The recycling of materials and products will thus steadily become more important in the 21st century. Economic experts see closed material cycles as an ecologically – and economically – efficient way of simultaneously limiting the use of primary raw materials and assuring lasting economic development. The model for the closed-cycle economy which makes companies responsible for their products from cradle to grave has proved to be a viable solution in the past few years in Germany and Europe.
In an economic system like this, which conserves natural resources, packaging waste from households, trade and industry is returned to the production loop. This means that recycling will continue to be a key to sustainable development in the coming years.
Packaging recycling as pioneer work
In Germany, this concept was pioneered by the packaging sector, in which the idea of sustainable management took concrete shape as early as 1991 with the introduction of the German Packaging Ordinance.
In fact, the prototype of a functioning closed-cycle economy was created by Duales System Deutschland AG which organises the nationwide collection, sorting and recovery of used sales packaging on behalf of industry and under the control of the state.
The figures speak for themselves: In 2000, the Germans collected around 5.7 million tonnes of used sales packaging. This more or less corresponds to the previous year´s result.
The per capita collection amounted to 78.3 kilogrammes in the year 2000 and, as such, was slightly higher than in 1999.
Organiser of modern resources management
In the course of the previous year, Duales System Deutschland AG set itself ambitious new targets. It intends to make the eco-efficiency with which packaging marked with the Green Dot is recycled completely transparent in future.
To this end, it has developed a new instrument – the resources balance, which clearly illustrates how packaging recycling can help to conserve natural resources. The resources balance for the year 2000 initially includes an energy efficiency analysis for plastic recycling within the framework of the Dual System.
The objective is to determine the average energy saving achieved as a result of the recycling of plastic packaging marked with the Green Dot. The analysis is consequently based on the amount of primary energy required to produce new goods which are replaced by recycled products.
Thanks to the recycling of 589,000 tonnes of plastic packaging, around 20 billion megajoules (MJ) of primary energy were saved in Germany in the year 2000: This is equivalent to 34.4 MJ per kilogramme! All 48 million mobile phone owners in Germany could telephone for twelve years without interruption with the electricity produced from this.
Another example: All private households in Berlin could be supplied with electricity for about 130 days per year with the energy saved in this way. The figures also show that the energy saving target of 40 MJ/kg the Dual System set itself in the medium term is a thoroughly realistic goal.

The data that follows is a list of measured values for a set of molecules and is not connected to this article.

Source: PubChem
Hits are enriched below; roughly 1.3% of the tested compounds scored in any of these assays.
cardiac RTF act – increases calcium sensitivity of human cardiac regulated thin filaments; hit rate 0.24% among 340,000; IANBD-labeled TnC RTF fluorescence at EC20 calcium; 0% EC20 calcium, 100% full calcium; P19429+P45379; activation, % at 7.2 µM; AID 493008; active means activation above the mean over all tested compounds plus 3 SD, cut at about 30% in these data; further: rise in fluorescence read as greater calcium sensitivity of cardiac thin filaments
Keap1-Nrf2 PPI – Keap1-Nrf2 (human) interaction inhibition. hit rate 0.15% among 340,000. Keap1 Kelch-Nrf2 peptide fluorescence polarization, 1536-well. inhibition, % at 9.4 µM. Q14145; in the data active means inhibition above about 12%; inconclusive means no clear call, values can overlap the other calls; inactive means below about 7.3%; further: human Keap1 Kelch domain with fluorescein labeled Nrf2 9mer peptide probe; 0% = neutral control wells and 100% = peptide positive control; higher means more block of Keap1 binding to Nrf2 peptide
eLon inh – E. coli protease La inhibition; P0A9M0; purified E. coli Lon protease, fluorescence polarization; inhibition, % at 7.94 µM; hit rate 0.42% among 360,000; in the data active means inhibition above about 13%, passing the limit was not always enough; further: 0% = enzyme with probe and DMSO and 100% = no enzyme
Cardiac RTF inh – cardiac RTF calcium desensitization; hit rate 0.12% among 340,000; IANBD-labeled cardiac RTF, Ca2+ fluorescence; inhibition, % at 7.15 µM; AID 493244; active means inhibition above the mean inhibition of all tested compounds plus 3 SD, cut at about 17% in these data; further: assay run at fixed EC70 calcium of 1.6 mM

In future, the Dual System intends to include further ecological parameters and all packaging materials in the resources balance. For instance, the assessment will then include the CO 2 reduction potential in order to show how recycling contributes to climate protection.
The new guidelines also take account of recycling and recovery. Wolfram Brück, CEO of Duales System Deutschland AG, explains: “Our attitude to the ongoing development of collection and recovery channels for used packaging and consumer goods is open-minded and unbiased. We support a mix of mechanical and feedstock recycling and energy recovery – in dependence on the ecological benefit.”
In the plastic sector, the Dual System is promoting process and product innovations in order to lower costs while improving the ecological standards. What is decisive for the selection of a specific recovery channel is its ecological benefit. To this end, life cycle assessments document that recycling is far more environment-friendly than energetic disposal in waste incineration plants.
The Green Dot in Europe
The know-how and experience that have been accumulated in one decade of successful waste management are also being made available internationally. To date, twelve European countries are using the Green Dot trademark. Norway, Latvia and the Czech Republic were the first non-EU states to introduce the Green Dot in the year 2000. Hungary joined in April 2001.
The most widely used trademark in the world, the Green Dot is meanwhile found on more than 460 billion pieces of packaging and, in addition, guarantees the free movement of trade in 170 countries thanks to trademark protection.
The awareness of the need for global conservation of resources is growing. Quite apart from the development of recycling in Europe, this is demonstrated by the resolutions of Agenda 21 which contain explicit demands for waste reduction and recycling. These appeals are in agreement with the maxim of the Dual System: Protecting nature safeguards man’s basis of existence. And resource-conserving recycling makes a vital contribution to this.
©OECD Observer No 226/227, Summer 2001